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Estimating MS-related work productivity loss and factors associated with work productivity loss in a representative Australian sample of people with multiple sclerosis

Citation

Chen, J and Taylor, B and Palmer, AJ and Kirk-Brown, A and van Dijk, P and Simpson Jr, S and Blizzard, L and van der Mei, I, Estimating MS-related work productivity loss and factors associated with work productivity loss in a representative Australian sample of people with multiple sclerosis, Multiple Sclerosis Journal, (June) pp. 1-11. ISSN 1352-4585 (2018) [Refereed Article]

Copyright Statement

Copyright 2018 The Authors

DOI: doi:10.1177/1352458518781971

Abstract

Background: Little is known about the work productivity loss in multiple sclerosis (MS).

Objectives: To quantify the MS-related work productivity loss and to compare factors associated with labour force participation and work productivity loss.

Methods: Participants were from the Australian MS Longitudinal Study. MS-related work productivity loss included absenteeism (time missed from work) and presenteeism (reduced productivity while working). Data were analysed using log-binomial and Cragg hurdle regression.

Results: Among 740 MS employees, 56% experienced any work productivity loss due to MS in the past 4  weeks. The mean total work productivity loss was 2.5  days (14.2% lost productive time), absenteeism 0.6  days (3.4%) and presenteeism 1.9  days (10.8%)), leading to AU$6767 (US$4985, EURO€4578) loss per person annually. Multivariable analyses showed that work productivity was determined most strongly by symptoms, particularly 'fatigue and cognitive symptoms' and 'pain and sensory symptoms', while older age, and lower education level were also predictive of not being in the labour force.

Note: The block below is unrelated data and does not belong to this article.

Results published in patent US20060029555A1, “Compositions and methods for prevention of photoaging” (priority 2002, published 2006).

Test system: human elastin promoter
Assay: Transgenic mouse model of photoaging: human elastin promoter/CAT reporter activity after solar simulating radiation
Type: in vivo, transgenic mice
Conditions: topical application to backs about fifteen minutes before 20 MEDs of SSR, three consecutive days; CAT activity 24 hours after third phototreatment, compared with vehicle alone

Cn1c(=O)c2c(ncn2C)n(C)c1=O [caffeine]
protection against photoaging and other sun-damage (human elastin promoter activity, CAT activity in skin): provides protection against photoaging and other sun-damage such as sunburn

Conclusion: MS-related presenteeism was three times higher than absenteeism, highlighting the importance of presenteeism being included in employment outcomes. The dominance of symptom severity as predictors of both work participation and productivity loss emphasises the need for improved management of symptoms.

Item Details

Item Type:Refereed Article
Keywords:multiple sclerosis, absenteeism, fatigue, pain, presenteeism, symptoms, work productivity loss
Research Division:Economics
Research Group:Applied Economics
Research Field:Health Economics
Objective Division:Health
Objective Group:Clinical Health (Organs, Diseases and Abnormal Conditions)
Objective Field:Nervous System and Disorders
UTAS Author:Chen, J (Miss Jing Chen)
UTAS Author:Taylor, B (Professor Bruce Taylor)
UTAS Author:Palmer, AJ (Professor Andrew Palmer)
UTAS Author:Simpson Jr, S (Dr Steve Simpson JR)
UTAS Author:Blizzard, L (Professor Leigh Blizzard)
UTAS Author:van der Mei, I (Associate Professor Ingrid van der Mei)
ID Code:126700
Year Published:2018
Web of Science® Times Cited:2
Deposited By:Menzies Institute for Medical Research
Deposited On:2018-06-21
Last Modified:2019-02-25
Downloads:0

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